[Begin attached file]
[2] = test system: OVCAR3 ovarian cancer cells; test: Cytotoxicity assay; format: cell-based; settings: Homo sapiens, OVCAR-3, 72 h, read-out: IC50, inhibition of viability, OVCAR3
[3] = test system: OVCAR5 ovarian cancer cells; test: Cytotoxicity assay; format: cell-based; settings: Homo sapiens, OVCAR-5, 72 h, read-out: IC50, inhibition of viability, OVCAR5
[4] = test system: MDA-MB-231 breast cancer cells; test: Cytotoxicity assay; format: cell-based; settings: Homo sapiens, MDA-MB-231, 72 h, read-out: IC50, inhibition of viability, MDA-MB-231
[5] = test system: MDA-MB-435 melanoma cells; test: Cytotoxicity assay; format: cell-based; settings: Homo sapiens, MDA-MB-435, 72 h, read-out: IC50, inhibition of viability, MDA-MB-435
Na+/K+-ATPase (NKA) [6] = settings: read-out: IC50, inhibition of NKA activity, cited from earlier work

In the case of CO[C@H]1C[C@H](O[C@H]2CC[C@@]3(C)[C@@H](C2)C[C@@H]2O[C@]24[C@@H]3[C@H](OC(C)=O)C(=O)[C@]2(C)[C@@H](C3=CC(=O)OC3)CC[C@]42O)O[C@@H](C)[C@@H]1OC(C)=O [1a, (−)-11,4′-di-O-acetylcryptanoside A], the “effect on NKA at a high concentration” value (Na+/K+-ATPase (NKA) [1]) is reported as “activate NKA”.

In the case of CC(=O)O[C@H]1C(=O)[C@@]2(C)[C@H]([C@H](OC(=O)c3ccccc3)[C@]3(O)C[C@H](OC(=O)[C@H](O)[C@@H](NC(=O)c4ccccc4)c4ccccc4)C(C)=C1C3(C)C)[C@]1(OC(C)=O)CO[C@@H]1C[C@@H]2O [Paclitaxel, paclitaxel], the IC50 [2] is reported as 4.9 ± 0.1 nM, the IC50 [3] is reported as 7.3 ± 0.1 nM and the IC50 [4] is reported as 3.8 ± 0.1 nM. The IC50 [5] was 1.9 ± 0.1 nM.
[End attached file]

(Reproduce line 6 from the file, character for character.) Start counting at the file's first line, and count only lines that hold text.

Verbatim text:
In the case of CO[C@H]1C[C@H](O[C@H]2CC[C@@]3(C)[C@@H](C2)C[C@@H]2O[C@]24[C@@H]3[C@H](OC(C)=O)C(=O)[C@]2(C)[C@@H](C3=CC(=O)OC3)CC[C@]42O)O[C@@H](C)[C@@H]1OC(C)=O [1a, (−)-11,4′-di-O-acetylcryptanoside A], the “effect on NKA at a high concentration” value (Na+/K+-ATPase (NKA) [1]) is reported as “activate NKA”.